Research in the United States estimates that at least 14 percent of purchased food ends up in the garbage. Some may view this as a call to return to the “clean your plate” mentality emblematic of the mid-20th century, but this would be unwise. With a skyrocketing obesity epidemic and a mounting national health crisis, it’s time for a new approach: These statistics can motivate eaters to reduce waste, cut grocery costs and safeguard Americans’ health by shopping and eating smarter.
Aside from the costly operating budgets of these facilities, the environment is paying the real price. As organic materials (like vegetables, fruits and grains) decompose in landfills, they release the greenhouse gas methane into the environment. In fact, landfills are the largest source of methane emissions in the country. While composting plant foods, which does not produce methane, is one solution, strategies for wasting less food should also be explored.
According to a government-funded survey in the United Kingdom, one major source of food waste is “over shopping.” Buying more food than needed is easy to do when shopping without a list or when “buy one, get one free” offers tempt buyers to pile food that will often go to waste into their grocery carts.
The solution: shop smarter. Check the refrigerator to see what needs to be used or frozen before it spoils. Check the calendar to see if there are meals already scheduled to be eaten away from home. And before going to the store, decide how many days’ worth of food is needed. Then, take a few minutes to formulate a shopping list. Don’t make things complicated – no need to decide what will be served each day – just plan enough breakfast, lunch and dinner meals to last until the next grocery run.
Be flexible when shopping – it’s OK to adjust the list if something is on special. For nonperishable foods like cereal and pasta, only buy sale items that are sure to be used. If perishable items are on special, choose them as a replacement for something else that was on the list, or buy and freeze for later use. Foods that the family doesn’t like or that are unhealthy are no bargain – regardless of the sticker price.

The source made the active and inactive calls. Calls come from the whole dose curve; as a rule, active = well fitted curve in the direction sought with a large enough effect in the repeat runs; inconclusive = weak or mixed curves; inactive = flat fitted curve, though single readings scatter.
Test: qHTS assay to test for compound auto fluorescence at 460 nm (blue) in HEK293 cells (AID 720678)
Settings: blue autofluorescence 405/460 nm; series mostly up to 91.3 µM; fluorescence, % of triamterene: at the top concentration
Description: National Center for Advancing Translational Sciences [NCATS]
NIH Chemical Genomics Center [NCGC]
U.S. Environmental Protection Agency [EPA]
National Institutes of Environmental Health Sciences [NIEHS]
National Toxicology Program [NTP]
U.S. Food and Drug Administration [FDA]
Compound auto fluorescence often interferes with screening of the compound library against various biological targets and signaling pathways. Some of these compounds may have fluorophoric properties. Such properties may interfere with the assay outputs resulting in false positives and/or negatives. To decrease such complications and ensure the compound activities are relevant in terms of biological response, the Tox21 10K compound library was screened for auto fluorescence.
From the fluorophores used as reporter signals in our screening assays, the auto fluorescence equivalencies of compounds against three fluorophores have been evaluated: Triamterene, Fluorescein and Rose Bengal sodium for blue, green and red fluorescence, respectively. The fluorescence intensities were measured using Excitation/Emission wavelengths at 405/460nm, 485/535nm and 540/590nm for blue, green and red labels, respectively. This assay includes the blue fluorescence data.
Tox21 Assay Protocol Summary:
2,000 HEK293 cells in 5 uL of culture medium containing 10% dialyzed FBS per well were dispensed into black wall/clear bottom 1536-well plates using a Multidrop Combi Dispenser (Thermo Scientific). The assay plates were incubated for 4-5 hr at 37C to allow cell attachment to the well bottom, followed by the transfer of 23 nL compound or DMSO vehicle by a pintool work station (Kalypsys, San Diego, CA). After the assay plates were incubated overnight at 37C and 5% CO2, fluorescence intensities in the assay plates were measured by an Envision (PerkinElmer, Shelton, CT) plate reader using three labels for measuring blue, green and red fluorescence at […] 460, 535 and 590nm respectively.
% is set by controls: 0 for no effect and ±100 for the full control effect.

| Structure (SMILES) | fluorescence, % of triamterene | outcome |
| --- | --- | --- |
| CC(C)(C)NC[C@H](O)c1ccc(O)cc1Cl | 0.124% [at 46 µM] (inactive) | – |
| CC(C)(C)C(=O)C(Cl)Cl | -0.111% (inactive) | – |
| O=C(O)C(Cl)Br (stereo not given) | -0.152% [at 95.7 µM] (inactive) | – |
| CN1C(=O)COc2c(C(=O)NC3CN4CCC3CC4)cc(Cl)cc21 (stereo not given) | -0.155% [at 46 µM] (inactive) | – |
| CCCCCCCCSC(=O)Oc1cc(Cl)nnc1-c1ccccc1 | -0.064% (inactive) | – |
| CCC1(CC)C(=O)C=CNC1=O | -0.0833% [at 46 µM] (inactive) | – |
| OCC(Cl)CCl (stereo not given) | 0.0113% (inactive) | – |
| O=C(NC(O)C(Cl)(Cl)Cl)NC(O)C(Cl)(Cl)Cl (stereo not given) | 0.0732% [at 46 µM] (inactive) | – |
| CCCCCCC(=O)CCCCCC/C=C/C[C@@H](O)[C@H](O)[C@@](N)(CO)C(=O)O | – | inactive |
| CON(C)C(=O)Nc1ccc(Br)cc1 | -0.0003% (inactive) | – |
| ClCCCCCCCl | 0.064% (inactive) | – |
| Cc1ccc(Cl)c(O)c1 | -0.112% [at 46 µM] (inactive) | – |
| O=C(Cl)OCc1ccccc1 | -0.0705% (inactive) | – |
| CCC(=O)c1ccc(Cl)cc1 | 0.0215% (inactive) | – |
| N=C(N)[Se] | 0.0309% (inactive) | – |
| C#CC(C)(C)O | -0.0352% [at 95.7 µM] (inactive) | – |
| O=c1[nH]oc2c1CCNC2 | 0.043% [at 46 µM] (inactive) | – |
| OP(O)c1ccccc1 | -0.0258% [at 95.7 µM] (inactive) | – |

What to do with leftovers
What if there are still leftovers? If more food than needed is consistently prepared, the simplest solution is to cook less. While this may seem obvious, many continue to cook the portions they always have, even when households shrink in size or when they stop eating as much food as they used to.
Another approach is to plan ahead to repurpose leftovers as the basis for one or two new meals each week. The money saved from purchasing fewer meals will add up substantially. Leftover chicken can go on pizza, a burrito or in chili or soup. Extra fish or seafood is a great addition to a salad or a pasta dish. And already cooked vegetables (or fresh veggies that won’t last much longer) can be combined in a stir-fry, soup or chili. Before fruits go to waste, add them to a morning cereal bowl or a green salad.
To make sure leftovers are safe, follow these rules: Refrigerate cooked food within two hours. Clearly label and date leftovers. Reheat solids to 165 degrees and bring soup to a rolling boil. And when reheating in the microwave, cover and let food stand for five minutes to let the heat distribute throughout.
Source: American Institute for Cancer Research